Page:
Quantity needed:

  • For the straight edge. 3 1/8 yards or meters for each row. (The extra allows for the raw edge to be turned under on each end and securely fastened in place.)
  • For the curved edge. 5 1/4 yards or meters for each row.



Making the Veil

Cutting It Out

To make the pattern:

  • Tape together newspapers to make a sheet that is 54 inches square.
  • Tie one end of a string to a pencil.
  • Cut the string so that it is 54 inches long.
  • Anchor one end of the string at one corner of the newspaper (or have a second person hold it in place)
  • Use the pencil end to draw an arc.
  • Cut along the drawing line.

Fold the fabric so that the cut edges are together and the selvages run along both the top and bottom edges. Place one of the straight edges of the pattern against the fold, and cut it out.

Veil Pattern
If the fabric is too narrow to cut out the full-sized pattern piece, then use the left over fabric to cut the missing part. Pieced Veil
Some people prefer to handle piecing by cutting pie-shaped pieces. These could be cut either as three pieces each the size of 1/6 of a circle, or as four pieces each the size of 1/8 of a circle. This is more difficult to do than the horizontal-line style shown above because of the need to sew the seams along the stretchy bias of the fabric, and therefore wouldn't be recommended for someone who is a beginner at sewing. This approach also requires more fabric than the horizontal-line style. Pie-shaped pieces


Constructing It

If the fabric is to narrow to cut out the complete half-circle piece, it will be necessary to sew one or more seams. This will result in a seam near the lower edge of the curve, but don’t worry — when the veil is in motion during the dance, it won’t be noticeable. Some dancers decorate this seam with trim to disguise it, but I prefer to leave it undecorated because the trim calls attention to the horizontal line. To piece it, sew a very tiny seam, 1/4-inch (.64 centimeters) wide or even narrower. Then press the seam either up toward the top or down toward the bottom, and stitch the edge down.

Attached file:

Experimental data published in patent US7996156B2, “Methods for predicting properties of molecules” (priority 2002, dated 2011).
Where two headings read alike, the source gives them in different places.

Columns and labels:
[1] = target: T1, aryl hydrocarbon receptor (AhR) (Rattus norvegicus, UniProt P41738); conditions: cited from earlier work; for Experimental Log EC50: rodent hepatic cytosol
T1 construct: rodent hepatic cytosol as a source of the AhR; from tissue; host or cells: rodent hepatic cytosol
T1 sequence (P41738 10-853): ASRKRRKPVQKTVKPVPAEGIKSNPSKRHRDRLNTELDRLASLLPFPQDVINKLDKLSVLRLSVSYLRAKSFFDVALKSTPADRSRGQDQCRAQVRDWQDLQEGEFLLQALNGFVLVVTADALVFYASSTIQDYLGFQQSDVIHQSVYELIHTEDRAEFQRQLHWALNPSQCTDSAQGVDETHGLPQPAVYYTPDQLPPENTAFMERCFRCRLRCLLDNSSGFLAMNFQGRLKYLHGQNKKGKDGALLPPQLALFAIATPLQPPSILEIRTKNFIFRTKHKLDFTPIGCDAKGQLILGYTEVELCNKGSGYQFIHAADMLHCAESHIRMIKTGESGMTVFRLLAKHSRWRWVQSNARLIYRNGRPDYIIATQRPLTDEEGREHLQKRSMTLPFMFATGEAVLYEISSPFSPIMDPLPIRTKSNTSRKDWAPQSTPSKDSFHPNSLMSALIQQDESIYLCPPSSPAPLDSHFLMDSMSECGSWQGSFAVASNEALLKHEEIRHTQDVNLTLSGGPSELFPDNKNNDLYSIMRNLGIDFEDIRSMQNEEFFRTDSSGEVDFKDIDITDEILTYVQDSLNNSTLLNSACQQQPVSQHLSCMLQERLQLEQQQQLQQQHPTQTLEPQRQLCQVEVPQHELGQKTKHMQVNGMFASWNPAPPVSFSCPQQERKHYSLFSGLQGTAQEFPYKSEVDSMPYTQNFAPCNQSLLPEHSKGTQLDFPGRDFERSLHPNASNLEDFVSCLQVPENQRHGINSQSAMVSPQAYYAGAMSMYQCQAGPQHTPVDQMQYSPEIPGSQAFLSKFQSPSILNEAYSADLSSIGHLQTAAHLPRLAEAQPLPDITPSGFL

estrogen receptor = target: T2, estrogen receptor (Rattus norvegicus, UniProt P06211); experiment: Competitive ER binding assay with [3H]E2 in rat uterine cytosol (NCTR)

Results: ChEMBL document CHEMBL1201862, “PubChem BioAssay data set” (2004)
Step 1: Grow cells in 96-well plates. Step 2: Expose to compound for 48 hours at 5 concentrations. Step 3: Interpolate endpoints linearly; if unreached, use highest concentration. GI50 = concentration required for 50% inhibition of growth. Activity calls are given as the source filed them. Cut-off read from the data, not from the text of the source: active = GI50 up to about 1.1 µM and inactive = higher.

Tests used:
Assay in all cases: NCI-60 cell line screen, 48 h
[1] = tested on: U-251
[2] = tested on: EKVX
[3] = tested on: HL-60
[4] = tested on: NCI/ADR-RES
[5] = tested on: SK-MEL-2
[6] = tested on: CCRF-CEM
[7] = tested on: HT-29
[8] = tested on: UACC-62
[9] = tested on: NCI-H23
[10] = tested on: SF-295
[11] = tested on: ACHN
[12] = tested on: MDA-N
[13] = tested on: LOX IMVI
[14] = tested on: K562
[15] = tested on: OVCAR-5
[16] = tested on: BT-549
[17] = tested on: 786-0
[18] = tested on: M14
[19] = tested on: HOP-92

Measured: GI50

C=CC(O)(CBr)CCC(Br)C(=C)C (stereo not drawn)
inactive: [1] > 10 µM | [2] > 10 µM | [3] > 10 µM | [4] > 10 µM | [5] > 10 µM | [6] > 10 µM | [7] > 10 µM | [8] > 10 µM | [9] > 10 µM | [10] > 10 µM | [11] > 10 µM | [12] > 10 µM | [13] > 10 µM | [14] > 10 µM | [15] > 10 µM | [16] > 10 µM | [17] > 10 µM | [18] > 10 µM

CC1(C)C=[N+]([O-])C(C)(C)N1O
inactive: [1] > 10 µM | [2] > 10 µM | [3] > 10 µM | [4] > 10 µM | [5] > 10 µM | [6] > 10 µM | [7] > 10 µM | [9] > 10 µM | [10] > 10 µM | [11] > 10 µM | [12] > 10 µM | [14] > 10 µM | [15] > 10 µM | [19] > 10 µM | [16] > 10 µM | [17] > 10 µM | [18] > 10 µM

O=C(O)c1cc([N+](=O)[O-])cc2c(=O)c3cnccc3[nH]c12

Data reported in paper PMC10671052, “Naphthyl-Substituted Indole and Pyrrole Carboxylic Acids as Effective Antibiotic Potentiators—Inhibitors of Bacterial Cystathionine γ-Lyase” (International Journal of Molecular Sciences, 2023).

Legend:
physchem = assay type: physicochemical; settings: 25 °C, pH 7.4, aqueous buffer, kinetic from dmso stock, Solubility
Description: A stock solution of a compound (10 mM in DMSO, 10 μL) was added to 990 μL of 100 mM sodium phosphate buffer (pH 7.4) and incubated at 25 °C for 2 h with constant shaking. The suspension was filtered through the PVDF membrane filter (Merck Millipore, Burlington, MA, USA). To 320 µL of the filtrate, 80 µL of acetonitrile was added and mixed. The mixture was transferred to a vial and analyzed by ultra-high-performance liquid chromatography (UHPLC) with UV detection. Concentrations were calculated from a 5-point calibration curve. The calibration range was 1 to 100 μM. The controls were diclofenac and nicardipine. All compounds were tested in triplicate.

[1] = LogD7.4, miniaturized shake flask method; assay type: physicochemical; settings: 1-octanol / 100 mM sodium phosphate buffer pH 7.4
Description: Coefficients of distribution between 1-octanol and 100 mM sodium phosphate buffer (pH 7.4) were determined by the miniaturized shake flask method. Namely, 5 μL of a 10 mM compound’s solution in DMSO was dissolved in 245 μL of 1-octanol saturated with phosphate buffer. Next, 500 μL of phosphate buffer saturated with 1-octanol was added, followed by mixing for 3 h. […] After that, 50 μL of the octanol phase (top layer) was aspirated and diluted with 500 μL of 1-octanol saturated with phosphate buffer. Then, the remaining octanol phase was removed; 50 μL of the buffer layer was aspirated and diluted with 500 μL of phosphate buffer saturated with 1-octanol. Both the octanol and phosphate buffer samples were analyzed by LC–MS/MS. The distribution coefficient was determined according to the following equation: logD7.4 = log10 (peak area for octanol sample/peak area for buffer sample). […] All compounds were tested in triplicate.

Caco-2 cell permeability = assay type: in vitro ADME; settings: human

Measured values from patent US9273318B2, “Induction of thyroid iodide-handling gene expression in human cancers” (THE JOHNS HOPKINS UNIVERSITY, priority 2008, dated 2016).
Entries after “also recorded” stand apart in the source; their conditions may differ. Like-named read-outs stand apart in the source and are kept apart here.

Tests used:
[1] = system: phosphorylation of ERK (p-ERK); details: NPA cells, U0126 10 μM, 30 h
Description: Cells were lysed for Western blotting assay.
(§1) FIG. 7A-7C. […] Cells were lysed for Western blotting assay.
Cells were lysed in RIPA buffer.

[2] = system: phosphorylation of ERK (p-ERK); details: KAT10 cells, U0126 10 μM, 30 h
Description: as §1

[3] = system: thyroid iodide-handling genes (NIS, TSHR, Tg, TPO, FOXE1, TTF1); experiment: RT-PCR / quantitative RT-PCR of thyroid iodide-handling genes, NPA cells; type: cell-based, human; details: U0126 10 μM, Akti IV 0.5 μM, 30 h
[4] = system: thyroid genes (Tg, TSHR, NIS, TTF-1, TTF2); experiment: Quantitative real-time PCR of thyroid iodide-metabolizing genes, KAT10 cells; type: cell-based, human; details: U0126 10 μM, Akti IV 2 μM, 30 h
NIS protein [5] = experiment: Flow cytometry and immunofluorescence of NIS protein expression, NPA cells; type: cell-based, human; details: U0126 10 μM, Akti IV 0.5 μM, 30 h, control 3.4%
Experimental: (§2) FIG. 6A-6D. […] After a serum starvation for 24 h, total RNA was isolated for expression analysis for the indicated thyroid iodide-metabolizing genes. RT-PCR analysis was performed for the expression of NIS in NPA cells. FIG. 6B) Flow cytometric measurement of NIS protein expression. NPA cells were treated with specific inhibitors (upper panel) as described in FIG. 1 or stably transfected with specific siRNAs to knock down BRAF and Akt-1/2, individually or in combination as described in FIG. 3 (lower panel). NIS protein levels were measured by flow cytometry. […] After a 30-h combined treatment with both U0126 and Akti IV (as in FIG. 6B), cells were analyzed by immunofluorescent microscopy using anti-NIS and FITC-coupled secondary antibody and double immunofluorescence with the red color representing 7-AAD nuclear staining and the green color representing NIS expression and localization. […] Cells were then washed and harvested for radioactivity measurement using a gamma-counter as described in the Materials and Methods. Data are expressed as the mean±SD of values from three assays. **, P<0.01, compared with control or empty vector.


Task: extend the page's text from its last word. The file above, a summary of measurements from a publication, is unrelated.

Finishing It

To hem the curved edge: First, place the raw curved edge in your sewing machine and stitch a line 1/4 inch (.64 centimeters) from the edge all the way around the curved edge. Next, sit in a comfortable chair and turn the hem under along the stitching line, and turn it under again. Pin into place about once every 12 inches (30 centimeters). You’ll find that the stitching line makes it easy to get the curve to behave itself. Then, machine-stitch the hem in place. Instructions for or more detailed instructions on making this hem appear elsewhere on this web site.

You probably don't need to hem the straight edge, because it lies along the selvage of the fabric, and the selvage doesn't ravel. However, I usually do turn it under and stitch it anyway, because that gives it added strength and makes it hold up better when I dance with it. It also makes it easier for my fingers to detect the edge of the fabric when dancing with it.



  • Attach the trim to the right side of the straight edge.
  • Attach the trim to the right side of the curved edge.